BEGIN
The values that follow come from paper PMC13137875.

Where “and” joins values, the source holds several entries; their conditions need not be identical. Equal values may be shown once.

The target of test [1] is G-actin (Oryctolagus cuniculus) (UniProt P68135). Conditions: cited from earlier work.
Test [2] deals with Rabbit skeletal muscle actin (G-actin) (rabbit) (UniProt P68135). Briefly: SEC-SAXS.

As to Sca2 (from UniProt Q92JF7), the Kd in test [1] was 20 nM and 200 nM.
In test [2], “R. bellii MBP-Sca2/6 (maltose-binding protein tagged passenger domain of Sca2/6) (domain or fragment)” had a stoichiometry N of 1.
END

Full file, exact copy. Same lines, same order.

The values that follow come from paper PMC13137875.

Where “and” joins values, the source holds several entries; their conditions need not be identical. Equal values may be shown once.

The target of test [1] is G-actin (Oryctolagus cuniculus) (UniProt P68135). Conditions: cited from earlier work.
Test [2] deals with Rabbit skeletal muscle actin (G-actin) (rabbit) (UniProt P68135). Briefly: SEC-SAXS.

As to Sca2 (from UniProt Q92JF7), the Kd in test [1] was 20 nM and 200 nM.
In test [2], “R. bellii MBP-Sca2/6 (maltose-binding protein tagged passenger domain of Sca2/6) (domain or fragment)” had a stoichiometry N of 1.